Software defined networking (SDN) is a way to approach networking of computers through software abstractions in place of specialized hardware. By abstracting some of the low level functionality of the network into a software application, it allows network administrators to more easily manage dynamic networks. In a most basic sense, software defined networking separates the part of the networking infrastructure that decides where information is being sent (called the ‘control plane’) from the part where the data actually moves (the ‘data plane’), and allows the decision making part to happen in the software application. To learn more, watch the quick video below.
Open source, open standards, and open protocols are all important to software defined networking. Since networking is, by definition, an activity which connects related system, it is important that standards exist to manage this communication.
In traditional networking infrastructure, much of the control of network traffic is done by proprietary hardware solutions running proprietary software, or a mix of proprietary and open source software, on top of them. Software defined networking allows for an openness not previously available.
Software defined networking also opens up other possibilities for virtualizing parts of the networking infrastructure which had not previously been possible. Below are some of the terms and organizations which you may have heard about which address some these networking needs.
What is network functions virtualization?
Network functions virtualization (NFV) is a related concept, which is often but not always used in concert with SDN, which allows network services to be virtualized. These services include, but are not limited to, functions like firewalls, caching, routing, security services, load balancers, and other similar processes which have often in the past been carried out by dedicated hardware devices. Instead of running on dedicated devices, which are more often than not proprietary, the functions can be carried out by virtual machines running inside of a datacenter.
NFV is important to a number of industries, but telecommunications companies have been one of the main drivers of the technology. Of the many benefits of NFV, one of particular value is the ability to scale capacity through virtualized infrastructure instead of by having to purchase and add new machines every time capacity is reached. This allows for cheaper and more flexible operations, and also in some circumstances means that the processing of network data can happen closer to the location where it originates.
To learn more about NFV and what it means for open source and for project like OpenStack, check out this primer from OpenStack board member Mark McLoughlin, or explore some case studies.
What is OpenDaylight?
OpenDaylight is a collaborative project hosted by the Linux Foundation which provides "an open platform for network programmability to enable SDN and create a solid foundation for NFV for networks at any size and scale." In other words, it is an open source controller for software defined networks. Its goal is to provide a common framework which will provide consistency across the industry, while enjoying the benefits of collaborative design and code from across a wide group of project partners.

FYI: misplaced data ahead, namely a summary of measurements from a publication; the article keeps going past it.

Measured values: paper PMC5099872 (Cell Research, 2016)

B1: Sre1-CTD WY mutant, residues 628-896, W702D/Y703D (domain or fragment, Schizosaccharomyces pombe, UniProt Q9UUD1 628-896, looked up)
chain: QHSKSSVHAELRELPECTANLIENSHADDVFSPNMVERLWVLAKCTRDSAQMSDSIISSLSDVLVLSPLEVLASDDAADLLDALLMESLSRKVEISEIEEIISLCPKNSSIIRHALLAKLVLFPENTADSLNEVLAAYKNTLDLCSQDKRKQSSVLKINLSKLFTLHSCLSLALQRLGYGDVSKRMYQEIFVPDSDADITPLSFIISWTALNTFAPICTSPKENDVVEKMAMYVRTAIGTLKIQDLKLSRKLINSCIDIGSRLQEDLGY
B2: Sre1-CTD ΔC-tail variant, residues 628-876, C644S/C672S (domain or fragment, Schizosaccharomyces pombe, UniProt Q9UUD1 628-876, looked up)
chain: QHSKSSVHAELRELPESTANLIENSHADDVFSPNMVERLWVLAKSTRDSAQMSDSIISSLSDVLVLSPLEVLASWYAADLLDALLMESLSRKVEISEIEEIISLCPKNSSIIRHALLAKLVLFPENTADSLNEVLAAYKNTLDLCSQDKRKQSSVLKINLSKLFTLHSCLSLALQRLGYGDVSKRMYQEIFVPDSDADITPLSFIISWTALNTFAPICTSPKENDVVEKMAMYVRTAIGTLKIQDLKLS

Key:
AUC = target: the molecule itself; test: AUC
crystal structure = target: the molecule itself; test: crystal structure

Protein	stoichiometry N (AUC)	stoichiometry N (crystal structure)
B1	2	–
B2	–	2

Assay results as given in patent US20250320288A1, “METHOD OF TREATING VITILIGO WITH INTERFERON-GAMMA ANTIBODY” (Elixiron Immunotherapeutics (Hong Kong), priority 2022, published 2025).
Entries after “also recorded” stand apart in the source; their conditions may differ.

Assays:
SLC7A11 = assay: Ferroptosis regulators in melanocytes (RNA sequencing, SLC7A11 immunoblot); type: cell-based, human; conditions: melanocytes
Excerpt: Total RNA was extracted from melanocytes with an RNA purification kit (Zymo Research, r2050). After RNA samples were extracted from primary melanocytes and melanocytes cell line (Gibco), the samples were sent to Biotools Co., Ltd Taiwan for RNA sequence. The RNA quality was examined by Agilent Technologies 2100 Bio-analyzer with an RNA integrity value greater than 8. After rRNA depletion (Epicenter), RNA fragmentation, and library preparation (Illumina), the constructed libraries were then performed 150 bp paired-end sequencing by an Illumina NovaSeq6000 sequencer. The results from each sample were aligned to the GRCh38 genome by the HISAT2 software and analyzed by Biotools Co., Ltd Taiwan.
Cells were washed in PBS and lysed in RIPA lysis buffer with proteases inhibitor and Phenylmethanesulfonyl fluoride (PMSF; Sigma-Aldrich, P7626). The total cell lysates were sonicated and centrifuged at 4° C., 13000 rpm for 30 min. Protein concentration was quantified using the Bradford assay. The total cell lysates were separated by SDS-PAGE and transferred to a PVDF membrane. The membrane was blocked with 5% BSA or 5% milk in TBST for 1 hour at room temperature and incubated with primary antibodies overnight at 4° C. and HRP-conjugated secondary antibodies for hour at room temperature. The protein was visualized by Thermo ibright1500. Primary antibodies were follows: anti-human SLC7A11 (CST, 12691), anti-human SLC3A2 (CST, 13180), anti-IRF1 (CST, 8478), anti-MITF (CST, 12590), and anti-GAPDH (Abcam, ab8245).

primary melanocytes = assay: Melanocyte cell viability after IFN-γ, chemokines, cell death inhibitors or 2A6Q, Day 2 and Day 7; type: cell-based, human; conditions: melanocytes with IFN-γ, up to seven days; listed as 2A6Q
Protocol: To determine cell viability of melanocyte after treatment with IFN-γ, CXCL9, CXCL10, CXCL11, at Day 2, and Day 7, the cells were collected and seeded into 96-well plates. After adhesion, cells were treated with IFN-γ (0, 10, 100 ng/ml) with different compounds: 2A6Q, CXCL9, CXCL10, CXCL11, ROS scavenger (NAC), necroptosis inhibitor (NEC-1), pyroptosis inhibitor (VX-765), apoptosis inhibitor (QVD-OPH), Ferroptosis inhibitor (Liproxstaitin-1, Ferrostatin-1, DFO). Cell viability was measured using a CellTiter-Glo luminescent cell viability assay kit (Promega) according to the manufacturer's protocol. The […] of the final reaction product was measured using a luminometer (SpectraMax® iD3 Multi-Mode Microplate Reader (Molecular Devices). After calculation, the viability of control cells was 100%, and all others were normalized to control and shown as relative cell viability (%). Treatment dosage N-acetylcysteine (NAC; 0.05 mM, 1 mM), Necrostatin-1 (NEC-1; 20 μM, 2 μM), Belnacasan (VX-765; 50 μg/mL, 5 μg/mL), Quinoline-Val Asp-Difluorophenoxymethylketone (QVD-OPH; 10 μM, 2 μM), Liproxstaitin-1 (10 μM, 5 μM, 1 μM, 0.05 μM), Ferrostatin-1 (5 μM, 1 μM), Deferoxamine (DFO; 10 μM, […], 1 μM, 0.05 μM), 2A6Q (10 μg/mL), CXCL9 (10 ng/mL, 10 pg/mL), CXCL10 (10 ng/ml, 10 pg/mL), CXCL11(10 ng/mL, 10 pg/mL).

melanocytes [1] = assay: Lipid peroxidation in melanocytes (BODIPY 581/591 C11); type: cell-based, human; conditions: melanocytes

For more on OpenDaylight, take a look back at our interview with Neela Jacques, Executive Director of the OpenDaylight Project. You also might wish to check out our look at some of the features included in the OpenDaylight Helium release. You can also watch the two minute video below which shares a little more about the mission of OpenDaylight.
What is OpenStack Neutron?
Neutron is the networking component of OpenStack. At its most basic level, it manages networks and IP addresses within OpenStack, which had originally been managed as a part of the Nova compute component.
Neutron by itself is not a full networking stack, but rather, it connects OpenStack to an underlying networking infrastructure which can be provided by any number of physical and virtual devices. The plug-in infrastructure makes Neutron compatible with the infrastructure already in place in a number of data centers, and helps bridge it to future solutions which may be yet to be created.
To learn more about Neutron, check out our interview with the project's program team lead (PTL), Kyle Mestery.
How do all of these pieces fit together?
The landscape of projects, standards, organizations, and companies involved with the effort to build open source solutions for software defined networking and network functions virtualization can be a little complex. To learn more, we highly recommend you watch this video from OpenStack Summit which helps to tie the concepts together and explain their significance.